50 cases of pre-eclampsia, 25 cases of GDM, and 50 controls were selected from an existing study, conducted from April 1998 to June 2002 in Washington State. This study has been described in detail elsewhere [33]. Using the then-current guidelines, preeclampsia was defined as sustained pregnancy-induced hypertension with proteinuria. Hypertension was defined as sustained blood pressure readings of ≥ 140/90 mmHg (with readings taking place ≥ 6 hours apart) and/or a sustained 15 mm Hg diastolic rise or a 30 mm Hg systolic blood pressure above first-trimester values. Proteinuria was defined as urine protein concentrations of ≥ 30 mg/dl on ≥ 2 random specimens collected at least 4 hours apart. In our study setting, according to the recommendations from the American Diabetes Association (ADA) [34] pregnant women were screened at 24-28 weeks gestation using a 50 gram 1-hour oral glucose challenge test. Those patients who failed this screening test (glucose ≥ 7.8 mmol/L) were then followed-up within 1-2 weeks with a 100 g, 3-h oral glucose tolerance test (OGTT). We also abstracted laboratory results from participants' 50 gram 1-hour glucose challenge test and from the diagnostic 100 gram 3-hour OGTT. Women were diagnosed with GDM if two or more of the 100 gram OGTT glucose levels exceeded the ADA criteria [34]: fasting >5.3 mmol/L; 1-hour >10.0 mmol/L; 2-hour >8.6 mmol/L; 3-hour >7.8 mmol/L.

Controls were women who delivered within two hours of a case with pregnancies uncomplicated by pregnancy-induced hypertension. A structured interview questionnaire, administered during participants' postpartum hospital stay, was used to collect information on maternal sociodemographic, medical, reproductive, and lifestyle characteristics during in-person interviews. The women chosen for this analysis were required to be between 20-35 years old, non-Hispanic white, with no pre-existing hypertension or diabetes, and carrying a singleton pregnancy.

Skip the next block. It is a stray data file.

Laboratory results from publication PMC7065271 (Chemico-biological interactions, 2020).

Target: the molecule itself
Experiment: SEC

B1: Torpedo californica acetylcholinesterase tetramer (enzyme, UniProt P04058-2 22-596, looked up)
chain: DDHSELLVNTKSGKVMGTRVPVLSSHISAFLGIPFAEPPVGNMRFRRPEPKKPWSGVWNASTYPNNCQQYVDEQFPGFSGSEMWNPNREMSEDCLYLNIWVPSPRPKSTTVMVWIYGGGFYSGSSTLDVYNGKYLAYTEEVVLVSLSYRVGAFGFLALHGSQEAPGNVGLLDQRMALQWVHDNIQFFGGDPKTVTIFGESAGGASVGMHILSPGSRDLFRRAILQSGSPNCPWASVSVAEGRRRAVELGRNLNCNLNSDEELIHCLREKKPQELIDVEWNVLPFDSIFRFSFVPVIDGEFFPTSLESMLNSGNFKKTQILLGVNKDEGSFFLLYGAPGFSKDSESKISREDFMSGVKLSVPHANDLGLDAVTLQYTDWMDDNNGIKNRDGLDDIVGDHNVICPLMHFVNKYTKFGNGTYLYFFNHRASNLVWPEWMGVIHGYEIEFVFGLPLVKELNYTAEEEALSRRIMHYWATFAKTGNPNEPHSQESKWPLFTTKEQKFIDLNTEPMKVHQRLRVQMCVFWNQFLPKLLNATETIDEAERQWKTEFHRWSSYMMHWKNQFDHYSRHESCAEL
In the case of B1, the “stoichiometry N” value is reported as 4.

Non-fasting blood samples were collected in 10 ml tripotassium EDTA Vacutainer tubes during the intrapartum period. These were protected from ultraviolet light, kept on wet ice, and processed within 30 minutes of phlebotomy. Plasma was decanted into cryovials and kept frozen at -70°C or below until analysis.

Leucocyte telomere length (hereafter referred to as telomere length) was measured by Quantitative-PCR using the method described by Cawthon [35]. Briefly, for each sample, two PCRs are performed: the first one to amplify the telomeric DNA and the second one to amplify a single-copy control gene (36B4, acidic ribosomal phosphoprotein PO). This provides an internal control to normalize the starting amount of DNA. The amount of telomeric DNA is divided by the amount of control-gene DNA, producing a relative measurement of the telomere length of the sample. The average inter-experimental coefficient of variation was 0.05.

Sample size for this study was determined based on other studies of telomere length. Comparing groups of 50 gives us better than 90% power to see a difference as large as that seen in a paper demonstrating reduced telomere length under chronically stressful conditions [36]. Fifty per group gives us 80% power to see an odds ratio of 3.2 for top vs. bottom quartile, lower than the hazard ratio of 3.5 seen in previous studies of telomere length and cancer [37]. Several studies of this size looking at telomere length and reproductive outcomes have been published[22,30,32]

Mean and median telomere length among cases and controls was compared using t-tests and Wilcoxon nonparametric tests. Telomere length was divided into tertile based on the control group, and logistic regression was used to model the outcomes as a function of tertile telomere length, with control for effects of potential confounders. In addition, the association between telomere length and other variables was examined within cases and controls.

Ethics approval for the initial study was granted by the University of Washington Institutional Review Board, and informed consent (including for sample banking) was gathered from all subjects. Tulane University IRB granted approval for this secondary analysis.


Pre-eclampsia cases were on average younger, heavier, more likely to smoke, less likely to have higher education, and more likely to have a family history of hypertension than controls (table 1). GDM cases were on average older, heavier, and more likely to have a family history of diabetes (table 2). Mean telomere length in pre-eclampsia cases was 0.77 (SD 0.14), in GDM cases was 0.73 (SD 0.10), and in controls was 0.77 (SD 0.14). If the pre-eclampsia cases were limited to those who gave birth preterm (n = 30), mean telomere length was 0.79 (SD 0.15), which was not significantly different from that of controls. Odds of pre-eclampsia were lowest in the middle tertile of telomere length and essentially equal in the lowest and highest tertiles in the unadjusted and both adjusted models (table 3). There was evidence of reduced risk of GDM with the highest tertile of telomere length, though the associations did not reach statistical significance in any of the 3 models tested.